My friend posted a list of 100 random things her daughter wrote about herself out of boredom and I thought I’d give it a shot and create my own list. So, if you’re not already bored, this should help…

100 Random Things about Just Frances

  1. I am the preantepenultimate Cook Girl.
  2. I enjoy showing off my vocabulary skills.
  3. I cringe when I see incorrect grammar, spelling, and punctuation. But I only correct errors when I’m being paid to do so. [To clarify: I generally correct the errors in my mind, but only tell people of the errors when I’m paid or otherwise requested to do so.]
  4. I think that demonstrating the ability to change a vehicle’s tires and oil should be a compulsory part of passing a drivers’ license test.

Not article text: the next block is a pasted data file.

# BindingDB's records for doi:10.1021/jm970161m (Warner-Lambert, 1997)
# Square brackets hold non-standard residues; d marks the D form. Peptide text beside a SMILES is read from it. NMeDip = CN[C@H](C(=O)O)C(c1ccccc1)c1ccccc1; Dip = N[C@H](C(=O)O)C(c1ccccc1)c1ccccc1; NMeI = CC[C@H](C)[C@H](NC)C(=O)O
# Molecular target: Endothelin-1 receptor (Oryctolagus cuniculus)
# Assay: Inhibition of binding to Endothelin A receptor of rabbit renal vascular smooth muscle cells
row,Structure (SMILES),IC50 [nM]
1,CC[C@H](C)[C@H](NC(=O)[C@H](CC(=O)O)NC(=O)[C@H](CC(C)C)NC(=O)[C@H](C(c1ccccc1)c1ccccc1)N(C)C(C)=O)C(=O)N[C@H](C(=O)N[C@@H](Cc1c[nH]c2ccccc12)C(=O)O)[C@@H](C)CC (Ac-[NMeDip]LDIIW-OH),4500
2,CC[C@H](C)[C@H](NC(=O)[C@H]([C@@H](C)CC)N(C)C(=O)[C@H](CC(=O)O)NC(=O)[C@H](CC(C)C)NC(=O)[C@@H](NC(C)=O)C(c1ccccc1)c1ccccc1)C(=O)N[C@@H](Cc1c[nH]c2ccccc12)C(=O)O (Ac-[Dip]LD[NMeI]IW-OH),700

5. I wear glasses and will never get eye surgery because I like that the glasses obscure the fact that I don’t wear makeup.
  6. I’m a distance runner. (Well, I dabble in the sport at least.)
  7. I am Catholic.
  8. I joined the school cross country team because the coach asked me after church in front of my dad and the priest. How could I say no?
  9. I have never felt at home in my hometown.
  10. I am proud of my small town red neck roots.
  11. I found my true place of belonging in Scotland nearly 10 years ago.
  12. I am returning to Scotland later this year!!
  13. I am rubbish at math[s] and I don’t care.
  14. I am correct handed (also known as left handed).